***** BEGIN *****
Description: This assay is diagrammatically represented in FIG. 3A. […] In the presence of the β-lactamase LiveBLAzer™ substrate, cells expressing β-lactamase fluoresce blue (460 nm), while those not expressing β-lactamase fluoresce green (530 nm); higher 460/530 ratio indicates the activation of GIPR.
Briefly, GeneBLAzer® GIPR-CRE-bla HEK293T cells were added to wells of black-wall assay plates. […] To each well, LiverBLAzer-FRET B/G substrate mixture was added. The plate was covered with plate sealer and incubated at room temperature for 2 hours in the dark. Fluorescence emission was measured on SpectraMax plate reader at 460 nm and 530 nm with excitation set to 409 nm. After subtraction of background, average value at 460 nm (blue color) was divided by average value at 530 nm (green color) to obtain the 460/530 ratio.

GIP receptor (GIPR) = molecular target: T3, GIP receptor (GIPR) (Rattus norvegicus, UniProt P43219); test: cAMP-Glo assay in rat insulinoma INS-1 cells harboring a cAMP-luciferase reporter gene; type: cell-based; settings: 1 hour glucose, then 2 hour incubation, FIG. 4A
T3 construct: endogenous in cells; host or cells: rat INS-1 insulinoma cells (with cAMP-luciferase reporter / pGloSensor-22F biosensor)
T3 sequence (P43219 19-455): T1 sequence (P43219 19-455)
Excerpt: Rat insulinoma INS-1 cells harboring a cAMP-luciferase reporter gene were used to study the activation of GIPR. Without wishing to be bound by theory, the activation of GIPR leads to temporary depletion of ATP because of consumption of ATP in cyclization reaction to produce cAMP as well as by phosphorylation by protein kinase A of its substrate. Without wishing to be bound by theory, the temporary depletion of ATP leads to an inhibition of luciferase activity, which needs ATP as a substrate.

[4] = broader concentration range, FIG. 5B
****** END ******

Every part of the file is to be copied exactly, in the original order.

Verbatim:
Description: This assay is diagrammatically represented in FIG. 3A. […] In the presence of the β-lactamase LiveBLAzer™ substrate, cells expressing β-lactamase fluoresce blue (460 nm), while those not expressing β-lactamase fluoresce green (530 nm); higher 460/530 ratio indicates the activation of GIPR.
Briefly, GeneBLAzer® GIPR-CRE-bla HEK293T cells were added to wells of black-wall assay plates. […] To each well, LiverBLAzer-FRET B/G substrate mixture was added. The plate was covered with plate sealer and incubated at room temperature for 2 hours in the dark. Fluorescence emission was measured on SpectraMax plate reader at 460 nm and 530 nm with excitation set to 409 nm. After subtraction of background, average value at 460 nm (blue color) was divided by average value at 530 nm (green color) to obtain the 460/530 ratio.

GIP receptor (GIPR) = molecular target: T3, GIP receptor (GIPR) (Rattus norvegicus, UniProt P43219); test: cAMP-Glo assay in rat insulinoma INS-1 cells harboring a cAMP-luciferase reporter gene; type: cell-based; settings: 1 hour glucose, then 2 hour incubation, FIG. 4A
T3 construct: endogenous in cells; host or cells: rat INS-1 insulinoma cells (with cAMP-luciferase reporter / pGloSensor-22F biosensor)
T3 sequence (P43219 19-455): T1 sequence (P43219 19-455)
Excerpt: Rat insulinoma INS-1 cells harboring a cAMP-luciferase reporter gene were used to study the activation of GIPR. Without wishing to be bound by theory, the activation of GIPR leads to temporary depletion of ATP because of consumption of ATP in cyclization reaction to produce cAMP as well as by phosphorylation by protein kinase A of its substrate. Without wishing to be bound by theory, the temporary depletion of ATP leads to an inhibition of luciferase activity, which needs ATP as a substrate.

[4] = broader concentration range, FIG. 5B